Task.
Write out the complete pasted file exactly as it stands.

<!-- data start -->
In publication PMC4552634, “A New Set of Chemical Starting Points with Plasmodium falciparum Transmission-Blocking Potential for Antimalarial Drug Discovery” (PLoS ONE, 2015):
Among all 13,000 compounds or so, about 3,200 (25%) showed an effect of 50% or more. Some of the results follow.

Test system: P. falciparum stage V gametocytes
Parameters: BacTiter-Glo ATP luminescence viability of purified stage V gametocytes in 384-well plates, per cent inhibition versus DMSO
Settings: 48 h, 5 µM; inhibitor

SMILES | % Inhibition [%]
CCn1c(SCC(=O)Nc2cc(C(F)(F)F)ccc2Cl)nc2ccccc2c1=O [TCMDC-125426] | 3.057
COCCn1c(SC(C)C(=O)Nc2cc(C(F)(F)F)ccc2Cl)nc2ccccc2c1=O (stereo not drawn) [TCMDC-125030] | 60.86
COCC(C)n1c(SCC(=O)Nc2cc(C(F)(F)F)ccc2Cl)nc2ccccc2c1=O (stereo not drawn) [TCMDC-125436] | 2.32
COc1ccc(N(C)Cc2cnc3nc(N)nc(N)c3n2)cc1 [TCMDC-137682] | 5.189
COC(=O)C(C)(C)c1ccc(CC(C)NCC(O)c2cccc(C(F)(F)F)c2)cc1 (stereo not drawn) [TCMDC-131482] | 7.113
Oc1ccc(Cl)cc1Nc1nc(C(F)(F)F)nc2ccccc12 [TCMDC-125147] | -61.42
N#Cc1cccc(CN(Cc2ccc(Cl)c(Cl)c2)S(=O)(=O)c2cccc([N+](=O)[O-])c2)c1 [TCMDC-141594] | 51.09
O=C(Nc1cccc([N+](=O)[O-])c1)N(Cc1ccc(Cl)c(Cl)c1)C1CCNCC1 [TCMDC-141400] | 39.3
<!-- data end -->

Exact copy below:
In publication PMC4552634, “A New Set of Chemical Starting Points with Plasmodium falciparum Transmission-Blocking Potential for Antimalarial Drug Discovery” (PLoS ONE, 2015):
Among all 13,000 compounds or so, about 3,200 (25%) showed an effect of 50% or more. Some of the results follow.

Test system: P. falciparum stage V gametocytes
Parameters: BacTiter-Glo ATP luminescence viability of purified stage V gametocytes in 384-well plates, per cent inhibition versus DMSO
Settings: 48 h, 5 µM; inhibitor

SMILES | % Inhibition [%]
CCn1c(SCC(=O)Nc2cc(C(F)(F)F)ccc2Cl)nc2ccccc2c1=O [TCMDC-125426] | 3.057
COCCn1c(SC(C)C(=O)Nc2cc(C(F)(F)F)ccc2Cl)nc2ccccc2c1=O (stereo not drawn) [TCMDC-125030] | 60.86
COCC(C)n1c(SCC(=O)Nc2cc(C(F)(F)F)ccc2Cl)nc2ccccc2c1=O (stereo not drawn) [TCMDC-125436] | 2.32
COc1ccc(N(C)Cc2cnc3nc(N)nc(N)c3n2)cc1 [TCMDC-137682] | 5.189
COC(=O)C(C)(C)c1ccc(CC(C)NCC(O)c2cccc(C(F)(F)F)c2)cc1 (stereo not drawn) [TCMDC-131482] | 7.113
Oc1ccc(Cl)cc1Nc1nc(C(F)(F)F)nc2ccccc12 [TCMDC-125147] | -61.42
N#Cc1cccc(CN(Cc2ccc(Cl)c(Cl)c2)S(=O)(=O)c2cccc([N+](=O)[O-])c2)c1 [TCMDC-141594] | 51.09
O=C(Nc1cccc([N+](=O)[O-])c1)N(Cc1ccc(Cl)c(Cl)c1)C1CCNCC1 [TCMDC-141400] | 39.3